It Gets Better: My Mental Health Journey as a Queer Person

Depression has been my constant companion for as long as I can remember. It has always sat on my shoulder, a devil whispering in my ear. I remember when I was a kid I would often be overwhelmed by sadness for no apparent reason. I would cry alone in my room and I remember that while I cried, all I could ever think was, “I want to go home.” I was home. I was in the only home I’d ever known, the same house I’d been raised in. It just never felt right and I didn’t know why. Those feelings grew up with me. They matured and grew stronger as I did. Mental illness runs in my family.
Unfortunately, so does stigma. I was raised on the idea that depression equaled laziness. I wasn’t even aware that mood disorders existed until high school. My parents passed away in my early adolescence, and I fell into the first of many serious depressive episodes. I felt absolutely hopeless. I was stuck at the bottom of a deep, dark pit; occasionally I could see a pinprick of sunlight miles above me, but I didn’t think there was a chance in the world I’d ever escape.
I was twelve years old. The first time I realized I had feelings for a girl that went beyond friendship, I cried until I made myself sick. I was disgusted by own heart, convinced that I’d never be able to fall in love because I couldn’t ever date a woman. From that point on, suicide felt like less of a “when,” and more of an “if.” I had never been educated on mental illness, so I had no idea how to put my distress into words or how to seek help. I put myself through years of self-harm and destructive behavior. I figured it was just a matter of time before I gave up trying to fight my demons, laid down my sword and let them swallow me whole.
When I came out of the closet and lost contact with nearly all my family, I felt more alone than ever. I was terrified to date, intimidated by all the openly queer people around me. And beneath it all, I was grieving the loss of a different version of myself, one who married a nice Catholic man and made her family proud. Slowly, I branched out. I found myself welcomed with open arms into the LGBTQ+ community, a community that quickly began to feel like true family. I formed strong, loving relationships and began to embrace my queer identity. But even so, I felt myself falling deeper into depression. On the outside, my life seemed better than ever. Yet the first anniversary of my coming out saw me crying on my bathroom floor, with no desire at all to wake up the next morning.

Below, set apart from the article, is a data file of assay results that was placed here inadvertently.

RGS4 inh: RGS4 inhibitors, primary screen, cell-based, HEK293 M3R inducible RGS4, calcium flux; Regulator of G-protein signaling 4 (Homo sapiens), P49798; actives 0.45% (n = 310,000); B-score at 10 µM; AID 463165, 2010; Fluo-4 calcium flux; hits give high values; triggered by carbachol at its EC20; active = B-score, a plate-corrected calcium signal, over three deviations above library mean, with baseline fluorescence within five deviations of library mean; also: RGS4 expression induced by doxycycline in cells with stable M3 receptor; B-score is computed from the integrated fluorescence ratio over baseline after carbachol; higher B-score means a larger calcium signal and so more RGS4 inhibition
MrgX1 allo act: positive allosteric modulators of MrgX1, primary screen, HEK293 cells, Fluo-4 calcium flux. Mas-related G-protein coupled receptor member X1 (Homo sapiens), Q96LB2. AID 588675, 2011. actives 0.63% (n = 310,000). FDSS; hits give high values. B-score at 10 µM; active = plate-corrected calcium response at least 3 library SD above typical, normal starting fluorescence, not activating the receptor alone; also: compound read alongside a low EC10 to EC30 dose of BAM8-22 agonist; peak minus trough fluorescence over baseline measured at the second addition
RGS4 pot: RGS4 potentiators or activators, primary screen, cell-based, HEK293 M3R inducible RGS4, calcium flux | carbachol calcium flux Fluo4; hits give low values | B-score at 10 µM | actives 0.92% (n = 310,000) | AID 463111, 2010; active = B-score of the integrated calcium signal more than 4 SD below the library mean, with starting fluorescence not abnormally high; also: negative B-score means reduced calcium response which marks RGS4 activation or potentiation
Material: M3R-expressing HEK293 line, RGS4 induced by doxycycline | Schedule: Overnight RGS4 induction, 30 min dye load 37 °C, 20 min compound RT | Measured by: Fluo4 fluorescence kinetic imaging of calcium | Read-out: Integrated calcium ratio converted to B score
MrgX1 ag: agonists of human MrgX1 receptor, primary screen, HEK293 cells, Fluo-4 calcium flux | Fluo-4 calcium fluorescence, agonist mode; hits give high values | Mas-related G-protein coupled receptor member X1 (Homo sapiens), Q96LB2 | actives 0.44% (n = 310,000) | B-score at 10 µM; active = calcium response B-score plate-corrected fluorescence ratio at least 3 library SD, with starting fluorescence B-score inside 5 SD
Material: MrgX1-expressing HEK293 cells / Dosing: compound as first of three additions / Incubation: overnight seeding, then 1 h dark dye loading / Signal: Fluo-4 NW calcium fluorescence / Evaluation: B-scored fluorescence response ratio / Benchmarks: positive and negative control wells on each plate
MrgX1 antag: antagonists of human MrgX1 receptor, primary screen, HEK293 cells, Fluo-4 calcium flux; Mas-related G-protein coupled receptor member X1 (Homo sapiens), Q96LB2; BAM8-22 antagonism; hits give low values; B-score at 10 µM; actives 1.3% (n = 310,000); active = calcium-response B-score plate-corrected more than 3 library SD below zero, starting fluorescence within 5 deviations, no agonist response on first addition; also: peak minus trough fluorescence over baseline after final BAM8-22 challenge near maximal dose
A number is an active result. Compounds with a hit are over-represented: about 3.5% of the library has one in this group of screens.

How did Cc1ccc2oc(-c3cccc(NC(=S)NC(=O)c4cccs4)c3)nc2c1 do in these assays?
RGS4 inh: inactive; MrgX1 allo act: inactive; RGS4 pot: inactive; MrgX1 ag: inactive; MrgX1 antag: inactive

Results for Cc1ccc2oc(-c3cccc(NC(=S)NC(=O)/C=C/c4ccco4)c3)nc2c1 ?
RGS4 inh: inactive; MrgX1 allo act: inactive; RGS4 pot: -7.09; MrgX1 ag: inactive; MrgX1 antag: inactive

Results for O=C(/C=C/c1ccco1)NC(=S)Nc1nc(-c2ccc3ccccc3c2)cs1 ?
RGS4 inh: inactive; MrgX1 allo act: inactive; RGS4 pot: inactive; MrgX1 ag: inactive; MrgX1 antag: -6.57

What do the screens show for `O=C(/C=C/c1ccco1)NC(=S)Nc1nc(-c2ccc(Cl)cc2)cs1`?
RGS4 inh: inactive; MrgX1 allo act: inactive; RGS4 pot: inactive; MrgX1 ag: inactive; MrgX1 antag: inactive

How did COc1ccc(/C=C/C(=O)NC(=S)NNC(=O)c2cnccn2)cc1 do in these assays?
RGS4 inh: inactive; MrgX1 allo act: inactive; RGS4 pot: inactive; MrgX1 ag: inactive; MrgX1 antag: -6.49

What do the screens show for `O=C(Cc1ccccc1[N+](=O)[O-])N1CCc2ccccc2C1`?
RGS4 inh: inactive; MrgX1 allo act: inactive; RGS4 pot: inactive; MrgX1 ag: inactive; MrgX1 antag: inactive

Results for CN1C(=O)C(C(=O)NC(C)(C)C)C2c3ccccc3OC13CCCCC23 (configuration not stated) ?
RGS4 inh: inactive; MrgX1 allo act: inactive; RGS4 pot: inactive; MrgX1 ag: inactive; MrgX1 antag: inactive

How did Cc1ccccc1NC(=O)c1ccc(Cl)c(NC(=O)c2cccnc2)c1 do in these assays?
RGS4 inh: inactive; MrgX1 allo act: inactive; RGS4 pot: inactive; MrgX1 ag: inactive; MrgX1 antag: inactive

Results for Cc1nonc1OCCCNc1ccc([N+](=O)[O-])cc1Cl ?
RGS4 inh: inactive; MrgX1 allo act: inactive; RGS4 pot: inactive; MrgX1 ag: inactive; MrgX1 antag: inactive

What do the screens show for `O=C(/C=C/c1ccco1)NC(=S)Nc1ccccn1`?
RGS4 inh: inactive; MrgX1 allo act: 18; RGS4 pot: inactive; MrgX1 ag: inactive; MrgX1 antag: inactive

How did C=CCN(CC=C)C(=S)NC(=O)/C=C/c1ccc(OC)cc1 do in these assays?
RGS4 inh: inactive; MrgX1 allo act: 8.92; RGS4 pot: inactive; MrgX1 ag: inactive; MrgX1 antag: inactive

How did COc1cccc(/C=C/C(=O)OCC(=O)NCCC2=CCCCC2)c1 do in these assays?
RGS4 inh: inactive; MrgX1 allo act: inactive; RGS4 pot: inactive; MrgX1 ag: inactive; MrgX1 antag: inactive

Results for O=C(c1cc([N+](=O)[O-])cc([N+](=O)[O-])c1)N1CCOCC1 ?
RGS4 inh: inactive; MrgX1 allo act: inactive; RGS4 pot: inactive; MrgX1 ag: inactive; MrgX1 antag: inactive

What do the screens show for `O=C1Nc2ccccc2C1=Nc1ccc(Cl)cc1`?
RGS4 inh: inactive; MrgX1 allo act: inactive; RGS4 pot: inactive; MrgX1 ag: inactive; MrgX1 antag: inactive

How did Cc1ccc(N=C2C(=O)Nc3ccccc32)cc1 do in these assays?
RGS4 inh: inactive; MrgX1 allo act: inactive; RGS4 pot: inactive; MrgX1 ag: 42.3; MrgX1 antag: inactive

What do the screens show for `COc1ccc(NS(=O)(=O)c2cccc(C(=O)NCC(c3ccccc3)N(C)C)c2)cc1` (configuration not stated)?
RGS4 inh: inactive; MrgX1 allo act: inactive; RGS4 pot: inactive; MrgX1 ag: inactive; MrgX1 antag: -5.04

In the end, that lowest of low points was a blessing. My own disregard for my life scared me enough that I ended up finally making the psychiatrist appointment I’d always talked about. I found an LGBTQ+ doctor, described the symptoms I’d always struggled with, and received an official diagnosis of Major Depressive Disorder. And when I heard those words spoken aloud to me for the first time, I finally felt hope. I walked out of that office, armed with an antidepressant prescription and a weekly therapy appointment, and knew I had a battle ahead of me. But I also felt, for the first time, like I actually stood a chance.
Everyone always says, “It Gets Better!” And they’re right, it does. But we don’t talk enough about the fact that it doesn’t always get better on its own. Someday, you will be surrounded by caring, supportive people. Someday, you will learn to love the parts of yourself that feel impossible to love right now. But these things don’t come overnight, and you may need help getting there. Try to remember that seeking help does not make you weak. Making that first psychiatrist appointment was the strongest thing I’ve ever done for myself. It takes courage to heal. Be brave, and be willing to accept help when you need it. You can and will make it back out into the sunlight. I look forward to seeing you up here.